Samsung Electronics UK Ltd. has revealed the results of a multi-industry research study into the use of rugged technology, looking at key benefits such as productivity and cost saving, resulting in more than nine out of ten (92%) manufacturing professionals who have experienced these first-hand, keen to invest in more.

Datalogic enters into a global partnership with Re-vision

Datalogic enters into a global partnership with Re-vision

Datalogic, the automatic data capture and factory automation solutions provider, has entered into a partnership with Re-vision, a Dutch provider self-scanning software solutions. This strategic alliance will combine the versatility of the Datalogic mobile computer Joya Touch A6 with Re-vision’s software capabilities for self-scanning applications.

Automatic Identification and Data Capture (AIDC)

Automatic Identification and Data Capture (AIDC) refers to the methods of automatically identifying objects, collecting data about them, and entering that data directly into computer systems (i.e. without human involvement). Technologies typically considered as part of AIDC include bar codes, Radio Frequency Identification (RFID), biometrics, magnetic stripes, Optical Character Recognition (OCR), smart cards, and voice recognition. AIDC is also commonly referred to as “Automatic Identification,” “Auto-ID,” and "Automatic Data Capture."

Barcoding has become established in several industries as an inexpensive and reliable automatic identification technology that can overcome human error in capturing and validating information. AIDC is the process or means of obtaining external data, particularly through analysis of images, sounds or videos. To capture data, a transducer is employed which converts the actual image or a sound into a digital file which can be later analysed. Radio frequency identification (RFID) is relatively a new AIDC technology which was first developed in 1980’s. The technology acts as a base in automated data collection, identification and analysis systems worldwide

In the decades since its creation, barcoding has become highly standardised, resulting in lower costs and greater accessibility. Indeed, word processors now can produce barcodes, and many inexpensive printers print barcodes on labels. Most current barcode scanners can read between 12 and 15 symbols and all their variants without requiring configuration or programming. For specific scans the readers can be pre-programmed easily from the user manual.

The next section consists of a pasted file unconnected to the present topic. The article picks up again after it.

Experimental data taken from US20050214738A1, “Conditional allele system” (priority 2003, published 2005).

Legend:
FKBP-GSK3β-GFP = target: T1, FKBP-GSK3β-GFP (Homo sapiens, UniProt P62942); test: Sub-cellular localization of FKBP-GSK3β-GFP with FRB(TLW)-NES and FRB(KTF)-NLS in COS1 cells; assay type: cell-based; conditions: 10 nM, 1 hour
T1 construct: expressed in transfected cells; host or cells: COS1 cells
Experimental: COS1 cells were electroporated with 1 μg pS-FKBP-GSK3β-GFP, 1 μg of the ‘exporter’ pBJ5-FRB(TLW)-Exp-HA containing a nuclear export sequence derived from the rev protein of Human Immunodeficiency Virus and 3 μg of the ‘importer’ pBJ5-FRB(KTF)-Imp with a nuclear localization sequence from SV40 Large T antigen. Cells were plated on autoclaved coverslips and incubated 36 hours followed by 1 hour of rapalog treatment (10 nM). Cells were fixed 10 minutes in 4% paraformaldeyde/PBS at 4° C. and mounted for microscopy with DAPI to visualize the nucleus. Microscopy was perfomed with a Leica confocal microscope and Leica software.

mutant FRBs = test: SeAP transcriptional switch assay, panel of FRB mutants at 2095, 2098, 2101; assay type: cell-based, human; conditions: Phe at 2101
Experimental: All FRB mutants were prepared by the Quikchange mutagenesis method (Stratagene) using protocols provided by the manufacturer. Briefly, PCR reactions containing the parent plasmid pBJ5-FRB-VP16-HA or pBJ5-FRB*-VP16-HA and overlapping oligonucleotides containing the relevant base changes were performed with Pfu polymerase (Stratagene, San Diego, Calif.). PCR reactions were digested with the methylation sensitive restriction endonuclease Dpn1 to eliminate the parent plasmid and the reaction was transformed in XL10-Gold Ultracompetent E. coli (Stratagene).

Despite these significant developments, the adoption of barcoding has been slower in the healthcare sector than the retail and manufacturing sectors. Barcoding can capture and prevent errors during medication administration and is now finding its way from the bedside into support operations within the hospital.

Radio-frequency identification (RFID) is the wireless non-contact use of radio-frequency electromagnetic fields to transfer data. Unlike a bar code, the tag does not necessarily need to be within line of sight of the reader, and may be embedded in the tracked object. It can also be read only or read-write enabling information to be either permanently stored in the tag or it can be read-write where information can be continually updated and over-written on the tag.

RFID has found its importance in a wide range of markets including livestock identification and Automated Vehicle Identification (AVI) systems and are now commonly used in tracking consumer products worldwide. Many manufacturers use the tags to track the location of each product they make from the time it's made until it's pulled off the shelf and tossed in a shopping cart. These automated wireless AIDC systems are effective in manufacturing environments where barcode labels could not survive. They can be used in pharmaceutical to track consignments, they can also be used in cold chain distribution to monitor temperature fluctuations. This is particularly useful to ensure frozen and chilled foods have not deviated from the required temperature parameters during transit.

Cost used to be a prohibitive factor in the widespread use of RFID tags however the unit costs have reduced considerably to make this a viable technology to improve track and trace throughout the supply chain. Many leading supermarket chains employ RFID insisting that their suppliers incorporate this technology into the packaging of the products in order to improve supply chain efficiency and traceability.